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[rpd] Questions for Alain...
owen at delong.com
Thu Jun 7 14:29:22 UTC 2018
> On Jun 7, 2018, at 02:35, Noah <noah at neo.co.tz> wrote:
>> On Wed, 6 Jun 2018, 9:57 p.m. Owen DeLong, <owen at delong.com> wrote:
>> Fast tracking run-out, OTOH, brings AfriNIC in line with the rest of the world and helps get everyone moving towards IPV6 sooner rather than later, thus allowing those who have implemented IPv6 to deprecate their IPv4 albatrosses sooner rather than later, thus allowing the entire internet to move forward sooner rather than later.
> So in otherwords we should never give audience to any Inbound or Outbound or Inter-RIR IPv4 transfer policies ever.
Not what I’m saying at all. IMHO, a bidirectional inter-RIR transfer policy which takes efFect upon free pool runout would not be an unreasonable step. Others have different opinions.
The community should consider any policy a member of the community wishes to propose, even one as ill-conceived as SL-BIS or the anonymized PDP.
I have faith in the community’s ability to reject bad proposals and adopt better ones over time.
> We should also never allow any more IPv4 space into this continent.
There is a huge difference between preserving the appearance of a free pool through policy manipulation which in effect subsidized smaller organizations at the expense of larger ones while simultaneously prolonging the time frame over which such smaller organizations can continue to ignore the global reality vs. allowing everyone the opportunity to obtain (costly) IPv4 space on a level playing field.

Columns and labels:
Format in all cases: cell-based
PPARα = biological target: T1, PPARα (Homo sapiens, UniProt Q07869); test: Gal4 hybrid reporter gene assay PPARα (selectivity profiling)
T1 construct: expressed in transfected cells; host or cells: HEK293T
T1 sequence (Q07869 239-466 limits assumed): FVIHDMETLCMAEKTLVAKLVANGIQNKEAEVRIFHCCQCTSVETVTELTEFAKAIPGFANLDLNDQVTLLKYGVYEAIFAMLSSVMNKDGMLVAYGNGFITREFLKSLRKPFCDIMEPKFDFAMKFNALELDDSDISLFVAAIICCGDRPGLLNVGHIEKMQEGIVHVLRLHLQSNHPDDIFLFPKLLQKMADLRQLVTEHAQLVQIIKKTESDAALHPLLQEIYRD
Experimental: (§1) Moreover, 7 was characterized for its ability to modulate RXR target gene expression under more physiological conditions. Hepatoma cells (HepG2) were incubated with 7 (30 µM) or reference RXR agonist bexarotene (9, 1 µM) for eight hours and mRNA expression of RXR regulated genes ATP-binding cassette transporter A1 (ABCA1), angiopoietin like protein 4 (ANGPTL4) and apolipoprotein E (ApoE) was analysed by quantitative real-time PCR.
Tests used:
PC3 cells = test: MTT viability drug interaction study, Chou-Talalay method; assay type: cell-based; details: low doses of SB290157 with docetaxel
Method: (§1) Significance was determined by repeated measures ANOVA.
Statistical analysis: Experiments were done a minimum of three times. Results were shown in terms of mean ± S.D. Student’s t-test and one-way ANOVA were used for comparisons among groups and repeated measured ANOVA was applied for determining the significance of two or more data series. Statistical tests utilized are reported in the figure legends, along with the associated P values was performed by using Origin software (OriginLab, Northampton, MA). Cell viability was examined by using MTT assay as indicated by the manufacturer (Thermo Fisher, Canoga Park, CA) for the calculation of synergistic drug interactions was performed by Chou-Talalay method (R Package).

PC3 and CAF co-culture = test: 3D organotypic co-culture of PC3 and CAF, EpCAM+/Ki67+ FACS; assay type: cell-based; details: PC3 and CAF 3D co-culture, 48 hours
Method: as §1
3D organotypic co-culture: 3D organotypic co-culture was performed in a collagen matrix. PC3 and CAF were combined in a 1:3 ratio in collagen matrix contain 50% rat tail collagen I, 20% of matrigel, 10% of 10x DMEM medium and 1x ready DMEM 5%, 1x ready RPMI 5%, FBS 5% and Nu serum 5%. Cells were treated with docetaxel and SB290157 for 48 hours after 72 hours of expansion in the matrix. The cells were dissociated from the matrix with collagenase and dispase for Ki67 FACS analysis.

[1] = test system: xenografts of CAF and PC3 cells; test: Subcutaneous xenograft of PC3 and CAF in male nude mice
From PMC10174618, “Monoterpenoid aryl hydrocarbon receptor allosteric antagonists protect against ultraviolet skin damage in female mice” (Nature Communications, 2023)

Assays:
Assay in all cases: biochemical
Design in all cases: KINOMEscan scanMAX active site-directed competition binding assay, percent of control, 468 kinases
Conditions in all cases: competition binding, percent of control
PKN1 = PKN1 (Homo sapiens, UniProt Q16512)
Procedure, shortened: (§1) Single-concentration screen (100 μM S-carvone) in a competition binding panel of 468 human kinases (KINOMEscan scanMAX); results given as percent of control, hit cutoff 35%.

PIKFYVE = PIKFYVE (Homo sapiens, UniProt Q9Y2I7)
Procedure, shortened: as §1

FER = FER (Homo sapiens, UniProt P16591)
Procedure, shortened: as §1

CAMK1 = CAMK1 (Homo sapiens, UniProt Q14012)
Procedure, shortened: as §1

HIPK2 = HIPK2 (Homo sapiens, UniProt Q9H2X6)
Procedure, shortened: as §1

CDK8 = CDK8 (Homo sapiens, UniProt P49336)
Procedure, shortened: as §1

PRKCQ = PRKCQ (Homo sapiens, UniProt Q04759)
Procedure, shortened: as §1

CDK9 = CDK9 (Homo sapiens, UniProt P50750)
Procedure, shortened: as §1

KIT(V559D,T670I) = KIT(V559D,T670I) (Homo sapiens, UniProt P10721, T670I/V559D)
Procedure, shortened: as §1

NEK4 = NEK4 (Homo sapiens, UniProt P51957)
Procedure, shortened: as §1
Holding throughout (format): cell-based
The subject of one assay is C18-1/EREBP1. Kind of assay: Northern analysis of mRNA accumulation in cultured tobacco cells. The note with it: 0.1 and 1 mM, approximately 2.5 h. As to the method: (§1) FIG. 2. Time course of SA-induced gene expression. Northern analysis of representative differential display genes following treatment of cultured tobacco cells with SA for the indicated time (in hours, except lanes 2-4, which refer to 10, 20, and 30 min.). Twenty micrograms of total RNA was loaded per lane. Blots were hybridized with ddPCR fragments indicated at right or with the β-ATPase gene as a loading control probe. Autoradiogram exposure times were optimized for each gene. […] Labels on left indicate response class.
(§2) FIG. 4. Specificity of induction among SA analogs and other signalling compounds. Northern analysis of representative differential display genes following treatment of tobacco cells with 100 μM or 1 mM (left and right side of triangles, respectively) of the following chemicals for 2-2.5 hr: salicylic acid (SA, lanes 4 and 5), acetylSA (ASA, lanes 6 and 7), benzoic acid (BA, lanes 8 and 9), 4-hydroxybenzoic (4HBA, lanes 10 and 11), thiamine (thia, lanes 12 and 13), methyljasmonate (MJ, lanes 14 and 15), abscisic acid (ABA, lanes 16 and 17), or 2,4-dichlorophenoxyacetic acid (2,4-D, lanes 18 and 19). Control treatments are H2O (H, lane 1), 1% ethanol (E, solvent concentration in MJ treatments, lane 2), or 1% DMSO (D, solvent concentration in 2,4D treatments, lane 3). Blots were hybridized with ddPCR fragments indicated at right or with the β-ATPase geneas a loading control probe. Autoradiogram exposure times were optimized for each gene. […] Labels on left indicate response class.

> Good news is that we have an intra-rir policy that will enable IPv4 transfers only within the continent for those who seek to sell and buy IPv4 space in the AfriNIc service region and as such on continent brokers can therefore crop up to only trade available IPv4 on the continent.
A reasonable first step to be sure.
> This way, we achieve forced IPv6 deployment.
I don’t think forced is the right word here. My point is that the costs of failing to deploy IPv6 are not entirely borne by the organizations that fail to deploy IPv6. Indeed mostly they are inflicted upon the organizations that have deployed it by those that have not.
Therefore, seeking to provide further subsidies to such organizations makes little sense to me.
> So we are on the right trajectory :-)
Mostly, I think so. I’d like to see the free pool run out a bit faster and less widespread NAT, but the trends are at least generally in the right direction even if slower than is desired.
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